Wisconsin Public Radio

Daily Routines for Urban Wildlife Have Changed

Under the Safer-At-Home order, even life for animals in populated areas has changed.

By , Wisconsin Public Radio - May 22nd, 2020 10:56 am
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Coyote out early in the morning in downtown Milwaukee. File photo taken September 22nd, 2019 by Dave Reid.

Coyote out early in the morning in downtown Milwaukee. File photo taken September 22nd, 2019 by Dave Reid.

As many Wisconsinites work from home because of the coronavirus pandemic, many are noticing more wildlife in our city and suburban neighborhoods. Maybe a fox visits your yard regularly, or you observe more bird activity than usual.

To find out more about how wildlife is reacting to the enormous change in human habits, WPR’s Melissa Ingells talked to David Drake, a professor and wildlife specialist in the Department of Forest and Wildlife Ecology at the University of Wisconsin-Madison.

Ingells asked him if wildlife is actually moving into the city. His take: not exactly.

The following interview highlights were edited for brevity and clarity.

Some Night Animals Now Active By Day

David Drake: We’re in one spot more frequently. We’re around our houses. And so now, all of a sudden, we have time to sit and look and see what’s going on around us, and I think that we’re starting to see things that have always been there. We’ve just been too busy to notice them.

But the other thing I think is happening is that animals that live in urbanized areas around human beings, they’re very plastic or flexible in their patterns. We do have animals that are active during the day, but we have a lot of animals that are active at night. And one of the reasons they’re active at night is that they are able to avoid human beings because there’s not as many of us out in the landscape. Now that there’s fewer of us on the landscape during the day, these animals are able to actually come out then because they are not interacting with us as much.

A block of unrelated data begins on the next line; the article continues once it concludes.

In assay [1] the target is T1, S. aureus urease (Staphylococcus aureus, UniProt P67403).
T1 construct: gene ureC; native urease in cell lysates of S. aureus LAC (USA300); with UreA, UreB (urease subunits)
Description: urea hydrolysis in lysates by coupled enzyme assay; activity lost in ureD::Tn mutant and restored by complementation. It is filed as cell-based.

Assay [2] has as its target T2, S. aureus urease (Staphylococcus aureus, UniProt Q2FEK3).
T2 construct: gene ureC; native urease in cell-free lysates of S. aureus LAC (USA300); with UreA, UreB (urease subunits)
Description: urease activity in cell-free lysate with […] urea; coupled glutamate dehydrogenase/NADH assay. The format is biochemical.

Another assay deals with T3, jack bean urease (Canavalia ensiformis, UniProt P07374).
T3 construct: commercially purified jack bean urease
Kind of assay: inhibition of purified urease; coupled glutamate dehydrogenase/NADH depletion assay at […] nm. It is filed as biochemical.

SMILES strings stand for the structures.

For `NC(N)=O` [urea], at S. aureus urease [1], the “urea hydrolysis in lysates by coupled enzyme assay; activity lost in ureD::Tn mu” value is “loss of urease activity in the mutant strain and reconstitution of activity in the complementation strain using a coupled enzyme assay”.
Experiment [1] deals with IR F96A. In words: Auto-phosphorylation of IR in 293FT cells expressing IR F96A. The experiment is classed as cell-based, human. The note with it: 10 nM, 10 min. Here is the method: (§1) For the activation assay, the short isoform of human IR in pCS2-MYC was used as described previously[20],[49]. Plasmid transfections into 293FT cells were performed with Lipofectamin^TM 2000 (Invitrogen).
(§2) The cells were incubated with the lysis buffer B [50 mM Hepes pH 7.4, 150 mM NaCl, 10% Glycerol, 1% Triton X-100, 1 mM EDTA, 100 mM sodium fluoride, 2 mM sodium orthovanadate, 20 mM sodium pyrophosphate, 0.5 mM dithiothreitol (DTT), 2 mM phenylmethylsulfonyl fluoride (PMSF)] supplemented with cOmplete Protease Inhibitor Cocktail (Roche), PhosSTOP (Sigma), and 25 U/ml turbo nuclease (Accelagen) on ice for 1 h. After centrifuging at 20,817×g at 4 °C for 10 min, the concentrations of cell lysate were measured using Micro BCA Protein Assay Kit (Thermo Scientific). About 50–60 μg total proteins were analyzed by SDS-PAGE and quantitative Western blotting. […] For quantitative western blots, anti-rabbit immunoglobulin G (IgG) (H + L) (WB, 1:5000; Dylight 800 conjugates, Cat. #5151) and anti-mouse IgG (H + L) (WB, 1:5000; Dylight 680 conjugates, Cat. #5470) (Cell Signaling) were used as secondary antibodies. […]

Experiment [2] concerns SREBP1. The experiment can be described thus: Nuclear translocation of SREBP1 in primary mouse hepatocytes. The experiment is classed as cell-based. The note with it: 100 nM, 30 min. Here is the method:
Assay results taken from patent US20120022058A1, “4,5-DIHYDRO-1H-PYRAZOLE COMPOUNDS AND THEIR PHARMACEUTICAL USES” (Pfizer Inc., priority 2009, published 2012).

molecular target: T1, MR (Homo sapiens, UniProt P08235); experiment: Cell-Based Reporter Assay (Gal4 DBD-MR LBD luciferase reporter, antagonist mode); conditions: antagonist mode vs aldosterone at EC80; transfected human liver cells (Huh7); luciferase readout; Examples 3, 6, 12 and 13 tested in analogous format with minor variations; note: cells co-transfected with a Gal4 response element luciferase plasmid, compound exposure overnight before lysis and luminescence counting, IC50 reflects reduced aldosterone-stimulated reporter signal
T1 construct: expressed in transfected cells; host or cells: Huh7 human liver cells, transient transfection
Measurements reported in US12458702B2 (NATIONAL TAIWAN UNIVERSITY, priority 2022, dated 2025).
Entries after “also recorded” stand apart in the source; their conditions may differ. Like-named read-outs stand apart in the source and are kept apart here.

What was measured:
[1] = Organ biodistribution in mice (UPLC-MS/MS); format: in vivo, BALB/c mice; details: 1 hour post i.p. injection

So I think it gives us the opportunity to see them a little bit more now, partly because you have daylight to see them, but also because they’re out at times that we’re typically up and awake and active.

Less Roadkill, Perhaps, But Urban Animals Often Look Both Ways

Melissa Ingells: If animals are becoming more comfortable, for instance, next to a roadway, then what happens when everything goes back to normal?

DD: Well, in the urban areas, a lot of times the animals are pretty comfortable next to the roadways to begin with. And most of the animals living in the urban-type areas, it’s not uncommon for them to look both ways before they cross the road a lot of the time. They’re used to dealing with traffic, and a lot of times in those roadways, we have animals there either because, for example, deer might be browsing in the roadside vegetation or licking the salt that’s left over from the winter salting of the roads. We have a lot of birds that might be picking up grit to help digest the seeds in their gizzard.

It’s not uncommon for animals to cross roads, and they’re pretty good at it, generally speaking, but certainly a reduction in traffic should hopefully increase their survivability and decrease the amount of wildlife we see hit by cars during normal times.

Staying At Home May Boost More Interest In Nature

MI: Now that people are discovering these things, do you think there will be a change in the way they see nature going forward?

DD: Boy, I sure do hope so because it would be wonderful if people appreciated nature and had a better understanding about what’s around them, where they live and things like that.

I spend a lot of my career trying to get people to engage with (especially) urban wildlife, and understand what’s around them. But I think right now especially, you know, there’s so much anxiety over the COVID era, about the economy and the uncertainty about when this is going to end, and if you’re going to get sick or you’re not going to get sick, and things like that. And one of the things that really does bring great joy to people is being outside in nature and seeing wildlife.

I would really encourage people, even if you’re doing it from your house, take a few minutes and just watch what’s in your yard, be it a robin or a rabbit or a fox or maybe a hawk or owl or something like that. And when you see something like that, just take those moments and enjoy that happiness and the joy that maybe it brings you, and just get a bit of relief from the anxiety that’s hanging over all of us.

Listen to the WPR report here.

Urban Wildlife Habits Change With Humans Staying At Home was originally published by Wisconsin Public Radio.

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